Is Samsung Galaxy S III Mini worthy of the 'S III' tag?

By Swapnil Mathur | Published on 12 Oct 2012
Is Samsung Galaxy S III Mini worthy of the 'S III' tag?

Today is apparently a big day for Samsung, announcing the new Galaxy SIII Mini and all, but it seems like the global community isn’t taking very kindly to the S III's younger sibling. Sentiments about the S III mini can be summed up as underwhelming at best.

The S III Mini has been rumored for a while and subject of blurry camera photos and other such leaks and what not, creating quite a buzz about it. After seeing the good work Samsung put in with the S III and Note II, we’re guessing expectations ran a little too high. The S III Mini trades in the quad-core Exynos processor from the S III for a dual core 1GHz chip, but shares the same Mali 400 GPU with its elder sibling.

There’s a lot of down-trading on the S III Mini when compared to the full-fledged S III . While the processor in itself is one, the other, much noticeable would be swapping out the S III’s 720x1280 pixel 4.8 inch screen (306 ppi) for a 480x800 pixel 4.0 inch screen (233 ppi), but the Super AMOLED moniker is retained. The display also seems like a downgrade given that it is based on the PenTile Matrix.

The storage on the S III Mini has been downgraded too, with the phone offering either 8 of 16GB capacity which can be upgraded to 32GB with a microSD card. The S III on the other hand ships with 16/32 or 64 GB of built in storage with provisions for a microSD card as well. With the storage bumped down, the video capabilities on the S III mini also have received a cap.

While the S III could record full HD video thanks to its 8MP camera, the S III Mini is only capable of recording 720p footage at 30 fps through its 5MP rear camera. This is what the front facing camera on the S III could do, while the S III Mini’s front camera only offers basic VGA quality. The S III Mini does carry over some important features of its elder sibling, like NFC and S-Voice, but the lack of an LTE radio will be felt across various international markets.

Now that we’ve discussed the major differences between the two phones, the obvious question arises, is the S III Mini worth the “S III” label? Samsung’s Galaxy S III has come to symbolize not just pure power, but also elegance in design and form-factor, along with being the one-device-to-rule-them-all. The S III could be used for practically any digital/multimedia/communication need, but the S III Mini doesn’t quite live up to that task.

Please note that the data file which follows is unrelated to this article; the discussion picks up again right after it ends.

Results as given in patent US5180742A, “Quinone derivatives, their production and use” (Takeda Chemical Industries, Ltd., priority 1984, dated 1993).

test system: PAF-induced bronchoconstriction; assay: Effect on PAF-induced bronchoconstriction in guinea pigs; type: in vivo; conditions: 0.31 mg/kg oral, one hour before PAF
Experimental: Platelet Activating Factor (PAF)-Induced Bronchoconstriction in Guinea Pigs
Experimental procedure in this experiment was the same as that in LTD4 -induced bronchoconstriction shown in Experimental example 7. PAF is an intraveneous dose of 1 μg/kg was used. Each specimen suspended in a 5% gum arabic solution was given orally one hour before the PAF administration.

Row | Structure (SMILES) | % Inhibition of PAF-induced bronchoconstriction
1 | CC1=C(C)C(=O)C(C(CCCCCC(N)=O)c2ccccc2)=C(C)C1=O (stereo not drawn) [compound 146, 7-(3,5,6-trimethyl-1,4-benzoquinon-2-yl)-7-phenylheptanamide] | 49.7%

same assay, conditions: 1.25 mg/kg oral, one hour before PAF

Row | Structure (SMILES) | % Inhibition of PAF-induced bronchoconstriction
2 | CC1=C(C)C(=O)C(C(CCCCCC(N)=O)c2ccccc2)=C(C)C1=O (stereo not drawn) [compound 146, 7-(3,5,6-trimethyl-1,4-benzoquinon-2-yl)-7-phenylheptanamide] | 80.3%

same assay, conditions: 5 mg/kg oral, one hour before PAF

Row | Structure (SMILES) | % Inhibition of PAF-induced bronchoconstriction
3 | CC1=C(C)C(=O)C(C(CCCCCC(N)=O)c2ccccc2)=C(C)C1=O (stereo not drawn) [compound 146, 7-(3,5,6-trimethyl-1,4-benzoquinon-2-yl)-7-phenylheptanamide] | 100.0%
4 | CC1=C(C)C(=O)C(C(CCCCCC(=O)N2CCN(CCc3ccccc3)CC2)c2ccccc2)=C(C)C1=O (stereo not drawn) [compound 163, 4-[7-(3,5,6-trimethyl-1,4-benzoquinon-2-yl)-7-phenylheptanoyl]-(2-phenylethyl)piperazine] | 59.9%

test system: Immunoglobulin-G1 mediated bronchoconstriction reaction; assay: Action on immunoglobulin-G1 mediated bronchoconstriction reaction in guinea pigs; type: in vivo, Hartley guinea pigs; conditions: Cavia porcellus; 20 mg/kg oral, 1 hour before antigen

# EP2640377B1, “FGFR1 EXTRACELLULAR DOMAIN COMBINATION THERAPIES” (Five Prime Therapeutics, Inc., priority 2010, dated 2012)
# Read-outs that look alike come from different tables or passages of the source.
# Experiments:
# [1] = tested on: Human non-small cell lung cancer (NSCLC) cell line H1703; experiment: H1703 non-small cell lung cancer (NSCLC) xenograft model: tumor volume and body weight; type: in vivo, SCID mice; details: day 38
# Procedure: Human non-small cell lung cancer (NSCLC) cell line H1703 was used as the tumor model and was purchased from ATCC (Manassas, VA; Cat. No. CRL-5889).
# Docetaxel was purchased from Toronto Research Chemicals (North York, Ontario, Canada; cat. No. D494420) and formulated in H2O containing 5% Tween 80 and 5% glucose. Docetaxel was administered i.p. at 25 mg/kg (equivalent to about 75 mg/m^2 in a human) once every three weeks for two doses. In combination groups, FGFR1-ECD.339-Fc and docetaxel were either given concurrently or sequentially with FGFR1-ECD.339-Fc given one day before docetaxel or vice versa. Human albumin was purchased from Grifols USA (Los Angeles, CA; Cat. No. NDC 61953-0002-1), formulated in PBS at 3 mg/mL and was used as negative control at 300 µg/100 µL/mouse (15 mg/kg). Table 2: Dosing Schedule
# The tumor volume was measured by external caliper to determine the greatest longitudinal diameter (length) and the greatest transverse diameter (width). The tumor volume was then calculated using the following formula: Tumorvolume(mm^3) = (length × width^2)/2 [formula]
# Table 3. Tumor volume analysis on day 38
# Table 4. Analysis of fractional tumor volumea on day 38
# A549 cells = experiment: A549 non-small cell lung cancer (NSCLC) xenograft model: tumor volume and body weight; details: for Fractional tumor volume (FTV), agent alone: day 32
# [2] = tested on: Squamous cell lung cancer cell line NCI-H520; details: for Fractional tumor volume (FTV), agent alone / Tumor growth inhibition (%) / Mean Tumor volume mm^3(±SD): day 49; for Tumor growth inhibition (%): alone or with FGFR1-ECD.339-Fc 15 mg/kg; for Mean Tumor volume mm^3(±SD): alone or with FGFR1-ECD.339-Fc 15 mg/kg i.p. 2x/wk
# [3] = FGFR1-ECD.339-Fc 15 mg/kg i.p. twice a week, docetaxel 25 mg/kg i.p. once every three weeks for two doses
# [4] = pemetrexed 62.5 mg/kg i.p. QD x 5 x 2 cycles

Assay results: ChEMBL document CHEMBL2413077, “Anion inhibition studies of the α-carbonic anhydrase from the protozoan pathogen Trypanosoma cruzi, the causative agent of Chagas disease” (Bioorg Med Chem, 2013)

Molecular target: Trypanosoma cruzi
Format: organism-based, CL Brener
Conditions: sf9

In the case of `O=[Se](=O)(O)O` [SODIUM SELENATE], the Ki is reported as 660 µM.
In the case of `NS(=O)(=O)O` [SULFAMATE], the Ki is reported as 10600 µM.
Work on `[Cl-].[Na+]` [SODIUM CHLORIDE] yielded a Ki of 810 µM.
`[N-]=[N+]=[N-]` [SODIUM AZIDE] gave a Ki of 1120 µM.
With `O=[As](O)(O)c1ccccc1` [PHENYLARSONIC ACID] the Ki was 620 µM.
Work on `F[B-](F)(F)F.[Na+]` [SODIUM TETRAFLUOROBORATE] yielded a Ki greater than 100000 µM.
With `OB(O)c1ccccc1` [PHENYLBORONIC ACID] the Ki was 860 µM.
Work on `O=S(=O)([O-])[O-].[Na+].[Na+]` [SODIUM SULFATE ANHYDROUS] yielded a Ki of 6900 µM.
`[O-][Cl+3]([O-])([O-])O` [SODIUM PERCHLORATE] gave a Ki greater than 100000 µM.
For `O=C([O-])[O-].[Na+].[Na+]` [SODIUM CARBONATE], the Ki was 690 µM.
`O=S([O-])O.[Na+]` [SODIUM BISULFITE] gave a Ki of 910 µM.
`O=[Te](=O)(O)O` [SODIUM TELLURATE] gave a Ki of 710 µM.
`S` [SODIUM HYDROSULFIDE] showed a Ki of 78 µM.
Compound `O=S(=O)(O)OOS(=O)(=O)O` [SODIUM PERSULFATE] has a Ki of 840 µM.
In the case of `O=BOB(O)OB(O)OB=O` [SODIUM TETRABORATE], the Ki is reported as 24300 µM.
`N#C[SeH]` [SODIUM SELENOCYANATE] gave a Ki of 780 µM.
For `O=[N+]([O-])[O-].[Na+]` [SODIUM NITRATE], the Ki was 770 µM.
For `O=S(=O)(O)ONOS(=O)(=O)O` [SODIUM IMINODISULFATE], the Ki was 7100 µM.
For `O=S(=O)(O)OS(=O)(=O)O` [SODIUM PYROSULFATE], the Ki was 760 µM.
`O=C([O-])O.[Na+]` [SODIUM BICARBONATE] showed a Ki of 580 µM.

Besides getting seriously underpowered, (1GHz dual-core vs. 1.5 GHz quad-core). Then there is the issue of price. While an official price has not yet been announced, it is being estimated that the S III Mini will peg itself around $480 for the 8GB model. A 16GB factory unlocked iPhone 4S can be had for $549 from the Apple site.

The estimated price of $480 for the S III Mini, which is purely speculative, translates to roughly Rs. 26000 and in that amount, many a great phones can be had. For starters, there’s Samsung’s own Galaxy S2, which is by all means a great phone. The S2 packs in a dual-core 1.2GHz heart along with an 8 megapixel rear shooter and a 2MP front facing camera.

It also matches the S III Mini’s 1GB of RAM along with the 16GB internal memory which is expandable to 32GB courtesy a microSD card. If you’re looking to branch out of the Samsung’s product line, there is also the Lumia 800 which has managed to perform like a race horse despite the single-core 1.4 GHz processor and 512 MB of RAM.

The OS on the Lumia is so well optimized, that even with lower hardware, it has managed to match the performance of most dual-core android phones in its price bracket. We even have the Sony Xperia Sola, which seems to be becoming a favorite with the general masses. The Sola incorporates a 1GHz dual-core chip long with 512 MB of RAM. The camera on the back measures in at 5 megapixels and permits only 720p video recording. The Sola doesn’t have a front facing camera, which could be the only point where it loses out to the S III Mini.

After a closer look at the S III Mini specs, it feels like too much of a downgrade, and more so, feels unworthy of carrying the S III branding. Sure it may look like the S III , but spec-wise feels more like the Samsung Galaxy S Advance.

While the specs may have been a let-down, the pricing is the only arena now where Samsung can redeem itself. If the phone does launch with the currently speculated price of $480 (or Rs. 26000), then you’re better off spending your money somewhere else. Ideally, we’d like to see this phone get pegged in the sub-20K category, closer to 17-18K, where it would have the potential to become a good buy. Of course, the pricing bit of the phone is all speculation, however, we cannot help but feel let down by the spec sheet on the S III Mini.

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